Daazhraii just leapt up and went to the door, ears and head high, featherduster-tail atwitch. I have earplugs in because Geoff is here and he is snoring, so I didn’t hear anything, but when I went to the door to answer the plea in those brown dog-eyes, Sylvester the camprobber was perched in the alder that taps the east edge of my deck. He had not “settled down.” His eyes were bright and his feathers were smooth and the branch he was clinging to was still swaying. He must have been raiding the kibble, kicking up a clang from the stainless steel dish. I let Daazhraii out, and Sylvester skedaddled. The dog is curled up in the corner of the deck now, nose in his tail, ears up. Let the squirrels and jays come scrounging, he says.
Silna must have heard it too, but she doesn’t seem to care who shares her rations. She is still curled up behind my knees, neat as a pin, shifting slightly when I stir so I’d hardly know she was there. I call her my liquid dog because of the way she pours herself into cuddles and nooks. She will sometimes bury her nose in my lap so thoroughly that her hind legs come off the ground and she slithers, upside down into the cradle of my legs.
When I am done here, with this early-late writing, I will get up and put on yesterday’s overalls. I will go down the steps and to the woodpile and choose a chunk of firewood to chop. When it is split, I’ll peel the bark away and fling it into a growing mulch pile. The split wood will join the rest in a drying stack. That done, I’ll do a few push-ups and brush my teeth. That will mark an official start to the day. I like having a routine that gets me out of bed and dressed and moving in the mornings.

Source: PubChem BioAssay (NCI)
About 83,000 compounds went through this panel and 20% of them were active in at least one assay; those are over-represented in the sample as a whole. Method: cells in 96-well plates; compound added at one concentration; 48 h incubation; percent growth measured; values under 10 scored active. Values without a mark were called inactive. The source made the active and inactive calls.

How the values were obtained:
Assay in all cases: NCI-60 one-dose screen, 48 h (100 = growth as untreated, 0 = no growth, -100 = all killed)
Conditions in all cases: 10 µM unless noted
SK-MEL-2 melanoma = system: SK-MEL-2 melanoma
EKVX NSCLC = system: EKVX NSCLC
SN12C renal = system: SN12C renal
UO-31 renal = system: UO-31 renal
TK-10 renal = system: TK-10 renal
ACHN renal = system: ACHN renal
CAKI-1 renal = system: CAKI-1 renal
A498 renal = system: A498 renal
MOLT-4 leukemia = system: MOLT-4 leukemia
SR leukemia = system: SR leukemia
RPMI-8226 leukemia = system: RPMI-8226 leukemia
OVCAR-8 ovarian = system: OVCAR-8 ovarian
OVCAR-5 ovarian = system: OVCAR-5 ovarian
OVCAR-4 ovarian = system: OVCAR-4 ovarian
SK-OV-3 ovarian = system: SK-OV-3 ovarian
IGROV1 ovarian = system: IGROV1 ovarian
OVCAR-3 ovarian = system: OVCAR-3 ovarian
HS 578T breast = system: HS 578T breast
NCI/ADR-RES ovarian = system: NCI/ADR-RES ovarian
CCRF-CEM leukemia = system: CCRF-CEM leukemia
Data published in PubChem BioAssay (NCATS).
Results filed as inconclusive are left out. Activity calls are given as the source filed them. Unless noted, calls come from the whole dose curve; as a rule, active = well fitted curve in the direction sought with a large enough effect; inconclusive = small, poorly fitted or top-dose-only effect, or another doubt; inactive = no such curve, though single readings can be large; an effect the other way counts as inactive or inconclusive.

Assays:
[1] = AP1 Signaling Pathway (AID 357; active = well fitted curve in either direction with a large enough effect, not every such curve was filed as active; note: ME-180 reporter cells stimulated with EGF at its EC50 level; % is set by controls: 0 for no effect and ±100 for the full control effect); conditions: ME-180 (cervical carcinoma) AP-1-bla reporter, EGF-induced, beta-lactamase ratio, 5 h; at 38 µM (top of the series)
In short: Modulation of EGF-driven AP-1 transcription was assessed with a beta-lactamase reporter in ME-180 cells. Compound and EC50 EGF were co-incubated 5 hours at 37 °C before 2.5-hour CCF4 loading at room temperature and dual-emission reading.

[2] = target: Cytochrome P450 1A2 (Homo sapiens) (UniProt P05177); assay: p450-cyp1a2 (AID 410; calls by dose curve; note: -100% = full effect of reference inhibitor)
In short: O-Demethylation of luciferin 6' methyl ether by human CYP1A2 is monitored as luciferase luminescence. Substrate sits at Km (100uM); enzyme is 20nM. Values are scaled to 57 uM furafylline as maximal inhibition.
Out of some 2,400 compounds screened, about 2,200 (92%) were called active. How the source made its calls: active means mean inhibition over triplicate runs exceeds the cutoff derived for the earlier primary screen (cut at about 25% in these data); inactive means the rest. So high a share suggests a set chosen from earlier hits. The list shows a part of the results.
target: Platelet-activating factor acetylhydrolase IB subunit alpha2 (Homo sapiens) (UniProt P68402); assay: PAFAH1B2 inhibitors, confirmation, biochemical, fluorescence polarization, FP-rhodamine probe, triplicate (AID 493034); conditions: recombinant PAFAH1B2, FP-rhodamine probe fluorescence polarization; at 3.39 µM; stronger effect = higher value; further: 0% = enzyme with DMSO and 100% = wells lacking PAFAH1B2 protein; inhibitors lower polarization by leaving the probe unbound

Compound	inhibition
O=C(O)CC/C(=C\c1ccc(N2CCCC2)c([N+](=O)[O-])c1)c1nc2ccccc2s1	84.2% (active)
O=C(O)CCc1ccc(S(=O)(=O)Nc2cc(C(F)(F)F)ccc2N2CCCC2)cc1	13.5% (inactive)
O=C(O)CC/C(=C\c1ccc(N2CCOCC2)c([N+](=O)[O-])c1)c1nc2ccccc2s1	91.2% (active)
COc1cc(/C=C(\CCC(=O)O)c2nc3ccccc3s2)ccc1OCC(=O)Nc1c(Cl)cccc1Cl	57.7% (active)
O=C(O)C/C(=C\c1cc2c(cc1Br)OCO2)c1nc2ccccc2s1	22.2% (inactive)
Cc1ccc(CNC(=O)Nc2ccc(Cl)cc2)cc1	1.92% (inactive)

Geoff flew in from Arctic a few weeks ago so to that we could go dipnet at the Kenai river mouth like we always do. Usually, that whole excursion is routine, but this summer it was different. Driving through the Nenana canyon where most of “Denali” is boarded up in mid-July felt strange. Not hugging friends was excruciating, and so was the worry that came with deciding to hug them anyway. We skipped showers at the washateria and tried to do all of our grocery shopping in one go. I learned that one of my favorite restaurants had closed up for good this summer.
But mostly, it was fine, and when the weather was fine it was lovely. We had some nasty weather on the river, but it cleared up most days, and there were a few absolutely sweet days of sunshine in Clam Gulch, where we set up camp.